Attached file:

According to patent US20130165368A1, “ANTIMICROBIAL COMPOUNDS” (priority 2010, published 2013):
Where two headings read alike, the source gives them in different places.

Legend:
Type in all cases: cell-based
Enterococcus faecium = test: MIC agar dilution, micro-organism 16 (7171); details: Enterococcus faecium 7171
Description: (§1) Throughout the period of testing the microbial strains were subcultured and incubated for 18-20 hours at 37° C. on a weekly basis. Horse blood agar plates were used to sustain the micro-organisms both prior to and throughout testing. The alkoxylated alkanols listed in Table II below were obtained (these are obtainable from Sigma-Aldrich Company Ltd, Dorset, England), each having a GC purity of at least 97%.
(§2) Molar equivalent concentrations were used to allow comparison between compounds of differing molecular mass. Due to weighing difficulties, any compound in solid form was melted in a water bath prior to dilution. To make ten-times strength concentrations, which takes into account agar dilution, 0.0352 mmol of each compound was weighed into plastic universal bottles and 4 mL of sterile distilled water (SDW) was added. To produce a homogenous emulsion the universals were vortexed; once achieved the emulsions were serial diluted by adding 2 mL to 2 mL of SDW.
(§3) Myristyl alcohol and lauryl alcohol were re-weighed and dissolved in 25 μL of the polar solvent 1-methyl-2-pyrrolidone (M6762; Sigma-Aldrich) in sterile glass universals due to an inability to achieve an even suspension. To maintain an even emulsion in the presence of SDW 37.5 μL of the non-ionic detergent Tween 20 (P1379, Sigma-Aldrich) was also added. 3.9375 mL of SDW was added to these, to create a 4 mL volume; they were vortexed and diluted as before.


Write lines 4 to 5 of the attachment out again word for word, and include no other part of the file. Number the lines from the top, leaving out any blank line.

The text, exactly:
Type in all cases: cell-based
Enterococcus faecium = test: MIC agar dilution, micro-organism 16 (7171); details: Enterococcus faecium 7171